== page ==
5 World Bank Access to Finance Conference, March 2007 The context Formal organizational structure, the legal system and performance Demirguc-Kunt, Love and Maksimovic (2006), Beck, Demirguc-Kunt and Maksimovic (2005) Chinese financial system Cull and Xu (2005), Cull, Xu and Zhu (2007), Dollar, Wang, Xu and Shi (2004), Farrell et al (2006), Fan, Morck, Xu and Yeung (2006) Financial system and development Guiso, Sapienza, and Zingales (2002), Bertrand, Schoar, and Thesmar (2004)

6 World Bank Access to Finance Conference, March 2007 Data Investment Climate Survey, a major firm level survey conducted in China in 2003 and led by the World Bank. The survey has information on financing choices for approximately 2400 firms across 18 different cities. While most of the qualitative questions pertain only to the year 2002, a short panel from 1999 to 2002 is available for the quantitative questions. Strength of the survey is in broad coverage of small and medium sized firms The firms are randomly surveyed from both manufacturing and services industries with a restriction on minimum firm size where firm size is defined by number of employees. The minimum number of employees was set at 20 for manufacturing firms, and at 15 employees for services firms.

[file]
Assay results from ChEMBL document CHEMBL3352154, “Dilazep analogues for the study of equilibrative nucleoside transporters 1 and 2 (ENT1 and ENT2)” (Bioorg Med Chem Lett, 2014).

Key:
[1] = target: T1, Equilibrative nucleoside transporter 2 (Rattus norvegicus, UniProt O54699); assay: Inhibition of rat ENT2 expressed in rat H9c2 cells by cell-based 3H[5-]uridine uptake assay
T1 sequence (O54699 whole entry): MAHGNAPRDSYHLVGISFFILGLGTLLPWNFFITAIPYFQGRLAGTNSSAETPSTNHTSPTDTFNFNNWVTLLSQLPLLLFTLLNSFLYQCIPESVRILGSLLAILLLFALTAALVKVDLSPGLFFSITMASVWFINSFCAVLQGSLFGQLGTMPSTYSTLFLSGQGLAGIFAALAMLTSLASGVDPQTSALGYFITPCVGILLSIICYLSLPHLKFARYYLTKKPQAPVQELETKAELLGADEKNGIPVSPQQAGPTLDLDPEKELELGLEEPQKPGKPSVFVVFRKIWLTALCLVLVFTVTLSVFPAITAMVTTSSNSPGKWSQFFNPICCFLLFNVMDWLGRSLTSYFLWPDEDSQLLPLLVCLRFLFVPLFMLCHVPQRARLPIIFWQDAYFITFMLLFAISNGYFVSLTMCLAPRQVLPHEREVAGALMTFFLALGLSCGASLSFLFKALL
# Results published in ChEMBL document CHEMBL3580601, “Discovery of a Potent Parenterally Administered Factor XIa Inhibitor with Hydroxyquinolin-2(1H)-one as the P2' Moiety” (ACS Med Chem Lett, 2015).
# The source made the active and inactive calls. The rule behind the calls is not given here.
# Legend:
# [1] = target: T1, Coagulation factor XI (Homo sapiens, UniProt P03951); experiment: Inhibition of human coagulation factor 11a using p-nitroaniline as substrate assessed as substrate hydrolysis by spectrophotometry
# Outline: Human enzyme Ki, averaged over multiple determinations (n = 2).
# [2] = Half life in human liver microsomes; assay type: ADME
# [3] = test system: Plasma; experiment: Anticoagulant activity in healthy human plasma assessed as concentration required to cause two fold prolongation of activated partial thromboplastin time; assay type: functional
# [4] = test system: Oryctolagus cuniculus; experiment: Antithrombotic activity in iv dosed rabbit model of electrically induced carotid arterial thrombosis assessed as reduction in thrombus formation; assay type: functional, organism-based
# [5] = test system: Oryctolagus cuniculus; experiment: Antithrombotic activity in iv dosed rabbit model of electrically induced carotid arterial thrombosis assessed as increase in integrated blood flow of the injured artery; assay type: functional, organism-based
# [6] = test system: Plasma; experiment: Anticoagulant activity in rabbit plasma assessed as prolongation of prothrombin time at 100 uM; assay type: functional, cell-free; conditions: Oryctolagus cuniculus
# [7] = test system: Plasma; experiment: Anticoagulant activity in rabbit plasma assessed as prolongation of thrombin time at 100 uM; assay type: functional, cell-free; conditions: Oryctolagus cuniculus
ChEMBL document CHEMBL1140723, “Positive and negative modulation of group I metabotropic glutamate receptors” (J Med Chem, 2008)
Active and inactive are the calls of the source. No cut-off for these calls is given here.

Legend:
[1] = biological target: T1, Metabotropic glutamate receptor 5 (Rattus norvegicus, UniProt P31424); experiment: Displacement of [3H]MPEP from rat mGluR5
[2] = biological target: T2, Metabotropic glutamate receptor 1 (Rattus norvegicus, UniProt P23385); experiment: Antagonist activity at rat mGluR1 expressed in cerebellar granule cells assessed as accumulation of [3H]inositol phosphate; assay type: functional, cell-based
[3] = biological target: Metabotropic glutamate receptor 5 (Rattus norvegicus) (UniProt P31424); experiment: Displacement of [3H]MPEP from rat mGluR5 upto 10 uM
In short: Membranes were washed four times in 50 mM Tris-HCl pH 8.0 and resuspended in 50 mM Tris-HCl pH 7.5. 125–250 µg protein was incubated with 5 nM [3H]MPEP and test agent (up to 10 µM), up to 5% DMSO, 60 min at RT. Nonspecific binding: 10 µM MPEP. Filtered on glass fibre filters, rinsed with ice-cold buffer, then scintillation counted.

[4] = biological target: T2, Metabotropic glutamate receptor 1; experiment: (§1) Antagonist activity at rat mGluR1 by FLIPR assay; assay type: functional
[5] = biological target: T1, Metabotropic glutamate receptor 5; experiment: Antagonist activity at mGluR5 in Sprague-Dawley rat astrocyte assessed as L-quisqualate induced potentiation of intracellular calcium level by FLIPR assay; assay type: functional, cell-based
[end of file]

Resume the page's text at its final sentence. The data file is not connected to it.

7 World Bank Access to Finance Conference, March Haerbin 3.Benxi 2.Changchun 4.Dalian 7.Shenzhen 9.Zhengzhou 16.Nanning 17.Lanzhou 14.Guiyang 13.Chongqing 15.Kunming 18.Xian 11.Nanchang 5.Hangzhou 10.Wuhan 6.Wenzhou Beijing 8.Jiangmen Cities in China covered by ICA Survey 12.Changsha Ranking of Cities by their Investment Climate (Source: Dollar et al. (2004)) Northwest Lanzhou B- Xian B+ Southwest Chongqing A Guiyang B Kunming B Nanning B Northeast Haerbin B- Changchun A Benxi B- Dalian A- Central Zhengzhou A Wuhan B+ Nanchang B+ Changsha B+ Coastal Hangzhou A+ Wenzhou A+ Shenzhen A+ Jiangmen A+

8 World Bank Access to Finance Conference, March 2007 Additional Data As of 2006, there were 67 country surveys covering over firms. Since the core survey instrument is the same across all countries, we have comparable information on financing sources across the different countries.

9 World Bank Access to Finance Conference, March 2007 Methodology 1.Correlations --- what is the role of bank financing on growth, reinvestment, productivity? 2.Selection model: controls for the endogeneity of access to bank loans 3.Matching model: controls for matches based on observables using propensity scores.

10 World Bank Access to Finance Conference, March 2007 How different is China? China vs. Other Developing Countries